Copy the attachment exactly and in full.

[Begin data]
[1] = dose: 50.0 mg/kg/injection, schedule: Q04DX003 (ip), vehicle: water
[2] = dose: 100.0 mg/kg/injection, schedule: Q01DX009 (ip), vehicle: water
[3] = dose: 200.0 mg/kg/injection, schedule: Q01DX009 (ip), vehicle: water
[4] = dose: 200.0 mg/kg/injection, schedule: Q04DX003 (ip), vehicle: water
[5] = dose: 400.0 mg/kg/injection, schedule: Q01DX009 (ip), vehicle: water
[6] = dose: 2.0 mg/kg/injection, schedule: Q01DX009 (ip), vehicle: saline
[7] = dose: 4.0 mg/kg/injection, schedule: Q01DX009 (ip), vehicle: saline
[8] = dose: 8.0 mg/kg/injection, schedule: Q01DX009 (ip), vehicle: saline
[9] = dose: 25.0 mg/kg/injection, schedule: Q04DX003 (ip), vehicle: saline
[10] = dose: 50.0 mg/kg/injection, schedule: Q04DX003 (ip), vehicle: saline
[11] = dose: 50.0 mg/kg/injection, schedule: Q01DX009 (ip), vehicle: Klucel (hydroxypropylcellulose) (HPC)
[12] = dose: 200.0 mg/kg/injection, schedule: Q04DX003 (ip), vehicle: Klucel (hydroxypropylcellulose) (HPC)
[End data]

[1] = dose: 50.0 mg/kg/injection, schedule: Q04DX003 (ip), vehicle: water
[2] = dose: 100.0 mg/kg/injection, schedule: Q01DX009 (ip), vehicle: water
[3] = dose: 200.0 mg/kg/injection, schedule: Q01DX009 (ip), vehicle: water
[4] = dose: 200.0 mg/kg/injection, schedule: Q04DX003 (ip), vehicle: water
[5] = dose: 400.0 mg/kg/injection, schedule: Q01DX009 (ip), vehicle: water
[6] = dose: 2.0 mg/kg/injection, schedule: Q01DX009 (ip), vehicle: saline
[7] = dose: 4.0 mg/kg/injection, schedule: Q01DX009 (ip), vehicle: saline
[8] = dose: 8.0 mg/kg/injection, schedule: Q01DX009 (ip), vehicle: saline
[9] = dose: 25.0 mg/kg/injection, schedule: Q04DX003 (ip), vehicle: saline
[10] = dose: 50.0 mg/kg/injection, schedule: Q04DX003 (ip), vehicle: saline
[11] = dose: 50.0 mg/kg/injection, schedule: Q01DX009 (ip), vehicle: Klucel (hydroxypropylcellulose) (HPC)
[12] = dose: 200.0 mg/kg/injection, schedule: Q04DX003 (ip), vehicle: Klucel (hydroxypropylcellulose) (HPC)